At the same time, 40 years of broken diplomatic ties between the United States and Iran will take a long time to repair, and entrenched mutual distrust will make it unlikely that the two could have a meaningful dialogue over Syria. If Syria remains united, it’s possible that Iran would not object to U.S. efforts to replace Assad. His successor would likely be a general with an even better relationship with Iranian leaders, thus likely drawing Syria into a closer alliance with the Islamic Republic.
So, a Russia-Iran alliance—which has de facto emerged—seems likely to be the most stable and long-lasting. Although the two countries do not fully trust each other, they can find enough common ground to be partners rather than adversaries. Their strategic interests in Syria are not the same, but nor are they contradictory. Their combined military manpower (including resources from Iraq, which is now strongly influenced by Iran) and financial resources are sufficient to strengthen significantly Assad’s control over the country, even if they can’t completely destroy the Syrian opposition. While they might not be able to eliminate ISIS, they can reduce its influence in Syria and decrease the territory it holds.
A budding friendship
Although Russia has strategic interests in Syria, it has no intention to keep a military presence in the Middle East forever. President Vladimir Putin definitely envisions Russia as a global superpower playing a key role in peace negotiations in the region, but Moscow cannot deliver any significant economic support to Middle Eastern countries, nor does it have the soft power to win over permanent allies. In this respect, there is a limit to Russian strategic interests: Moscow must maintain good relations with the Syrian government in order to maintain its naval base in Tartus and remain the top arms supplier to Syria.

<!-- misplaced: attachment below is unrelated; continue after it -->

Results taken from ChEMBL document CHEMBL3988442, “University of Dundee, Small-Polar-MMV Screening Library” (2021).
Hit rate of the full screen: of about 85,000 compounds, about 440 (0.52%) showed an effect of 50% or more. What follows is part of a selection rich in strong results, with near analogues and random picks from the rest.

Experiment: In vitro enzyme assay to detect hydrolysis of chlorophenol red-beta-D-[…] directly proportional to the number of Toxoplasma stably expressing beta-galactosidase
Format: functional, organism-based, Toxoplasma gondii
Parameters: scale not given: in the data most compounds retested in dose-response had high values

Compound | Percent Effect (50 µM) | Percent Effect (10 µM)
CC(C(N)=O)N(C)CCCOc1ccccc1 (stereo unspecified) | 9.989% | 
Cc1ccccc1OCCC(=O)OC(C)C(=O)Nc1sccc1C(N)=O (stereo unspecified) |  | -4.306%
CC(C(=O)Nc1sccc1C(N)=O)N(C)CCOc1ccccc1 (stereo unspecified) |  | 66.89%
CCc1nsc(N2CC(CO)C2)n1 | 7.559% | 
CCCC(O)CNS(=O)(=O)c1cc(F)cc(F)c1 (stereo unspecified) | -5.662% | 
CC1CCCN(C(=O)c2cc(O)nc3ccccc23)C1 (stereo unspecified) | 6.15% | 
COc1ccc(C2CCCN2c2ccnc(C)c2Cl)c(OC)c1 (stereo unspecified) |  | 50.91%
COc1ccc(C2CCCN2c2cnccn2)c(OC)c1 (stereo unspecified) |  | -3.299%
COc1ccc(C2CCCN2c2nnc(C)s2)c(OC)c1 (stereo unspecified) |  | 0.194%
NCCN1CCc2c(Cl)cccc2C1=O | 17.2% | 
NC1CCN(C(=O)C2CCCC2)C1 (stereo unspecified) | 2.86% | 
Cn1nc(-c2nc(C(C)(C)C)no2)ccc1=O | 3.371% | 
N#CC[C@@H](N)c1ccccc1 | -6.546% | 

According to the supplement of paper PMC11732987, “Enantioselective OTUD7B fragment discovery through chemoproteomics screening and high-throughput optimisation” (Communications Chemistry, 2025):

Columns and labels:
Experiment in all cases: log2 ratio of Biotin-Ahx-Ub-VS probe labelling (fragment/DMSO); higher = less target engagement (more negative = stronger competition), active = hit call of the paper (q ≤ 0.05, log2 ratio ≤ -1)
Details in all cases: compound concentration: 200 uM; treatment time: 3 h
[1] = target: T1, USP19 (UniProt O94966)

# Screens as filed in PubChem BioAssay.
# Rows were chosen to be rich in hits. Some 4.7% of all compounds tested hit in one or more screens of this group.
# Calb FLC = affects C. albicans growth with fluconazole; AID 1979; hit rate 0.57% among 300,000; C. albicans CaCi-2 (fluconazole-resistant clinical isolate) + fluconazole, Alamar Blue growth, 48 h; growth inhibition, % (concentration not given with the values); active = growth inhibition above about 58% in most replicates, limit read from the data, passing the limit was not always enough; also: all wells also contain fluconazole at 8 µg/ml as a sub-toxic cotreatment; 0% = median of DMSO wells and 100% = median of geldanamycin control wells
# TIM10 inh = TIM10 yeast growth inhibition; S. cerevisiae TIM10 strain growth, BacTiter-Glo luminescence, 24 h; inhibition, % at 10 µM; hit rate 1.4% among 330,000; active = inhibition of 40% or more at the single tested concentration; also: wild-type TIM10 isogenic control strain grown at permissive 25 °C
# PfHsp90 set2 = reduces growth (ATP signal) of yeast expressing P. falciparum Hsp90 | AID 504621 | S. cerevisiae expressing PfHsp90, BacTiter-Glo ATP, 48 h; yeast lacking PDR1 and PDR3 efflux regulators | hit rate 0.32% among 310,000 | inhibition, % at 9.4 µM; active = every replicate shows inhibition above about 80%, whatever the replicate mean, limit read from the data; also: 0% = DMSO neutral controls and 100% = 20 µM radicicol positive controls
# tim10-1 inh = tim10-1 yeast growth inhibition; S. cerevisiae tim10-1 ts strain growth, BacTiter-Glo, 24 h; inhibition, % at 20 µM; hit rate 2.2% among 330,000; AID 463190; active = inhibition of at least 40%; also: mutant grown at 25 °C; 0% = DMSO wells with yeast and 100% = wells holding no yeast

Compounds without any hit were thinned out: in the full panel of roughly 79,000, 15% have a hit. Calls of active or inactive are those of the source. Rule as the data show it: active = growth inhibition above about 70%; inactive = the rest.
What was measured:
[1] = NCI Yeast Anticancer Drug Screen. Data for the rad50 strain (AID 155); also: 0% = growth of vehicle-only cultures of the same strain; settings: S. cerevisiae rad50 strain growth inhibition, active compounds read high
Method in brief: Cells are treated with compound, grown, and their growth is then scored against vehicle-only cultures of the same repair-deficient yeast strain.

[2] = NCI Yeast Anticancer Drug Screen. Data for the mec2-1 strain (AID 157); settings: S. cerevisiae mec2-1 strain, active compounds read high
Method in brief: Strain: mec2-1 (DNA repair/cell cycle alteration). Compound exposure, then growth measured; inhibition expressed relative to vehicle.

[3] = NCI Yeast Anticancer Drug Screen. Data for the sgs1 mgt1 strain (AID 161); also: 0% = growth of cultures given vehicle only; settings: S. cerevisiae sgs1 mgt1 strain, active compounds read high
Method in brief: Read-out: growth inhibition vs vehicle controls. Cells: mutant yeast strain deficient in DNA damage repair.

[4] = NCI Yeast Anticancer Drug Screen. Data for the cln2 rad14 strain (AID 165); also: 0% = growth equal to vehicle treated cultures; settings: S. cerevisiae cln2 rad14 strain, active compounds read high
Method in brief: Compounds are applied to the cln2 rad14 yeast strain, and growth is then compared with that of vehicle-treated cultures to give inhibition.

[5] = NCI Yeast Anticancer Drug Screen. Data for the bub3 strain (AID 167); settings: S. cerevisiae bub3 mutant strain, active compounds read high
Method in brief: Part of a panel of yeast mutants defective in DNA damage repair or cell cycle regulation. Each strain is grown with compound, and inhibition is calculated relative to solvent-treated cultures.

[T]he weakest partner in the triangle is the United States.
Neither of these goals conflict with Iranian interests. A Russian-Iranian alliance would encourage Iran to ramp up its own military purchases from Russia (and potentially those of Iraq). At the same time, Russia would have to accept Iran’s desire to secure Syria within the Iranian sphere of influence—an approach to regional affairs that Putin understands well. Moreover, the Shiite Iran-Iraq-Syria shield may protect Russia, to a great extent, from the Sunni support for Northern Caucasus Muslims rebels.
Such an alliance could definitely make Iran the dominant power in the region. On top of controlling vast hydrocarbon resources, the alliance would open new transportation routes, with Iran getting stable access to the Mediterranean Sea (through Iraq-Syria-Lebanon) and to the borders with Israel. All this would dramatically change the strategic situation in the Middle East.
The U.S. card
The United States can’t prevent this scenario by force without a major change in policy. Very few analysts believe the United States would undertake a massive military operation in Syria (in the range of 100,000 troops) or risk nuclear war with Russia over Syria. A Russia-Iran(-Iraq) alliance would enable the Syrian government’s army to expand its control over the country, dealing a serious blow to the Western coalition and its fight against ISIS.
For now, the White House is refraining from taking any serious action in Syria, preferring to let Russia taste the bitter fruits of its policy. It’s probable that Russia will soon (or at least eventually) face what the Soviet Union faced in Afghanistan: the widespread use of light anti-air missiles. In that case, the price of the Russian military operation in Syria would rise sharply.
But it would not change the strategic interests of either Russia or Iran in Syria. Similarly, the U.S. “wait and see” policy won’t help it formulate clear strategic interests and objectives in Syria. It’s not possible, after all, to formulate a strategy to achieve a goal you don’t even have.